In addition, they have suggested that the White House should remove Cuba from the State Department’s list of nations that sponsor terrorist organisations and should propose a prisoner swap that would see the release of Alan Gross, the American development contractor who has been in a Cuban prison for nearly five years.

“Washington should recognise that the most it can hope to accomplish is to positively influence Cuba’s evolution toward a more open society,” says the most recent editorial, published on Sunday. “That is more likely to come about through stronger diplomatic relations than subterfuge.”

There’s more…

Happy Birthday, Dad. Still missing you, man!

Share

Author’s Note: I published this entry on my father’s birthday for the first time in 2009. I still miss him and not only on his birthday, so I post it again today. This is the one post that gets picked up most by search engines. Other folks who missed their departed dads come here to read about mine. If you’re reading this, I wish that you were as lucky as I was in having known someone like my dad Gilberto. Blessings to yours and mine.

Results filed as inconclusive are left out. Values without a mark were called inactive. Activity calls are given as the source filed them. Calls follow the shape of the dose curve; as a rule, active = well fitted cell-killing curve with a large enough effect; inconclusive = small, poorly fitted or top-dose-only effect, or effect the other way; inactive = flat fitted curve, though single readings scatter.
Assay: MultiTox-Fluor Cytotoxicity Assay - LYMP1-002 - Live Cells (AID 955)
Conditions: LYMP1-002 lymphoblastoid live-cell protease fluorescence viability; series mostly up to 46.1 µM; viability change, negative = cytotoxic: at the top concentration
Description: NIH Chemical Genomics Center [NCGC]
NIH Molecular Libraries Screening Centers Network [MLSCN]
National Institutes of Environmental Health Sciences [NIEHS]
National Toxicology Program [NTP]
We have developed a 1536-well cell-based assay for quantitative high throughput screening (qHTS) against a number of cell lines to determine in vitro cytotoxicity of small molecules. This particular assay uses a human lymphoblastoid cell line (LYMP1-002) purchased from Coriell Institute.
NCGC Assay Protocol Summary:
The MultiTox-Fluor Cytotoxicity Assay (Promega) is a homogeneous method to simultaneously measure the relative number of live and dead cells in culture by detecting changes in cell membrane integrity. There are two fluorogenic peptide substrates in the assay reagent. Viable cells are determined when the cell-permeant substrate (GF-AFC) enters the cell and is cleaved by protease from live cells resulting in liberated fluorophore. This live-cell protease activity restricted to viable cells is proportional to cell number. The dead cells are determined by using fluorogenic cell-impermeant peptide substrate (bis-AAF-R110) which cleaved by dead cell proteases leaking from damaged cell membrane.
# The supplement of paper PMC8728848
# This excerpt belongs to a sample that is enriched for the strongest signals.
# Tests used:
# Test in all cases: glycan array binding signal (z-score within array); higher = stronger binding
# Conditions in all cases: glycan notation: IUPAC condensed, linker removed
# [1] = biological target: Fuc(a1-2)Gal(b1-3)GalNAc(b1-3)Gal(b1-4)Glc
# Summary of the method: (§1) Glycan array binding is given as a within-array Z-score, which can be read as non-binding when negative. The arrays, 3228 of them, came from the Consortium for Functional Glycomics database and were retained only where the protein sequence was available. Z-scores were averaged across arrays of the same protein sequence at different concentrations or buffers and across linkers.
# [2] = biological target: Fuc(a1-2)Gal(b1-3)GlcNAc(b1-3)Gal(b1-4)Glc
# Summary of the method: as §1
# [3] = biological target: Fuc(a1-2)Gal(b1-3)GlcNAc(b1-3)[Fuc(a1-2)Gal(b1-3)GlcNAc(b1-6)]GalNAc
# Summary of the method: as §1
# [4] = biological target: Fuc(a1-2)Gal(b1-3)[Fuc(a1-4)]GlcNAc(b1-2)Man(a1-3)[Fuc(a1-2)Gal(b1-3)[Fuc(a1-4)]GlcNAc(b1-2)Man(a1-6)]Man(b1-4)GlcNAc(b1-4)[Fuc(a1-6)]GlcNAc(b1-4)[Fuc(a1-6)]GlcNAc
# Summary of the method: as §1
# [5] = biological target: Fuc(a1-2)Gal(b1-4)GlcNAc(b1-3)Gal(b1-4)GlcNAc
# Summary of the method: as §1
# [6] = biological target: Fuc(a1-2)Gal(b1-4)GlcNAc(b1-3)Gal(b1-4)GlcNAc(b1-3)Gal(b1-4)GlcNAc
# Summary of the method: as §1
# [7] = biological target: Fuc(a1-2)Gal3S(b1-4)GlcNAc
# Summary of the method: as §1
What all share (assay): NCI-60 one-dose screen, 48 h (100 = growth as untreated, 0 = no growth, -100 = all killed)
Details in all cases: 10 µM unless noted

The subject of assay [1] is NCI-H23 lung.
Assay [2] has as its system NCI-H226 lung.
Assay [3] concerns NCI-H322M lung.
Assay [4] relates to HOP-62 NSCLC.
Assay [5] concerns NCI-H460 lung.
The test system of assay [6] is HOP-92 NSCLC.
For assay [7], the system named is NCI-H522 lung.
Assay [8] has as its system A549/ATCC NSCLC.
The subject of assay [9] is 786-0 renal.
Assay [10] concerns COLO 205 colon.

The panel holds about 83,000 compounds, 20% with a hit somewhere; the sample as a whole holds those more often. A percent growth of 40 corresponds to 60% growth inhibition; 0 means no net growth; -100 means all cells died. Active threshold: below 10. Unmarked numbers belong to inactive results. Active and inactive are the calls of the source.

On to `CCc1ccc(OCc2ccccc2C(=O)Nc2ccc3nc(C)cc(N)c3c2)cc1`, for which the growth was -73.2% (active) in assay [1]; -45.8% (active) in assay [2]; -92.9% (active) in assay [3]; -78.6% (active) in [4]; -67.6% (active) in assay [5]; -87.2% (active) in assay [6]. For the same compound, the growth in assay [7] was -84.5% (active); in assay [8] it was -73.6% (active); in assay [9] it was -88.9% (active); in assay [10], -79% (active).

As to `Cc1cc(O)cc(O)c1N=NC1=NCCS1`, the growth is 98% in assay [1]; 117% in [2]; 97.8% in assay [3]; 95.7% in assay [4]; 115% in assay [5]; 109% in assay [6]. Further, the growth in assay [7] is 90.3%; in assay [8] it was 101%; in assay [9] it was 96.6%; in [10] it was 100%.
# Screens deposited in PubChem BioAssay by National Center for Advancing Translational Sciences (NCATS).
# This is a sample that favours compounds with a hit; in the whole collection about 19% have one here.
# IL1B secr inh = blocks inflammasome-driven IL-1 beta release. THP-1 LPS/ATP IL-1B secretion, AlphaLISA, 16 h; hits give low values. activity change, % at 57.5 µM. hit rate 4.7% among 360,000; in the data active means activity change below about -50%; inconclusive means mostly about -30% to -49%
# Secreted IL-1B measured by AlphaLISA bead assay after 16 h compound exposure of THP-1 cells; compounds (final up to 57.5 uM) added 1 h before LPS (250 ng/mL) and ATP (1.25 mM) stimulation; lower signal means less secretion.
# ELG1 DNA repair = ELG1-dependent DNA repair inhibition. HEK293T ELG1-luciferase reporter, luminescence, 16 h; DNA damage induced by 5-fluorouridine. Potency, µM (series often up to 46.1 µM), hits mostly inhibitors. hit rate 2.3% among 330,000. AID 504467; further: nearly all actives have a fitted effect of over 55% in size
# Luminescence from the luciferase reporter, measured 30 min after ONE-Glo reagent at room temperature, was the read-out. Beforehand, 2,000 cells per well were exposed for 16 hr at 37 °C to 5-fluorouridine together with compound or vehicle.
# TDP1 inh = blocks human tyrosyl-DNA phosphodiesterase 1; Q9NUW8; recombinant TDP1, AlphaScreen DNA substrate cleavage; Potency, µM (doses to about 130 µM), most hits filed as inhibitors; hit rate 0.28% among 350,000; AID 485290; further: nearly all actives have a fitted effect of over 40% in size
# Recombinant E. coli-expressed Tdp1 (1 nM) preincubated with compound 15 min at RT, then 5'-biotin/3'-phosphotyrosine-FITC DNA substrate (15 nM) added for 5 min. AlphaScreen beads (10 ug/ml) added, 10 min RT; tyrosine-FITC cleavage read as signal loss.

If my Dad was alive, today would have been his 81st birthday.  He died in a car accident in Cuba in 1979. He was 47 years old.  I almost died with him.

On a day like today, I am remembering his courage and his grace.

I would love to tell you a little bit about both.

We were in Cuba visiting the family we had left behind a decade earlier.  Ours was one of the first groups to travel back to Cuba under the Family Reunification Act.  This was a recent agreement of the Cuban and American governments that allowed family members living in the US the opportunity to visit relatives on the island.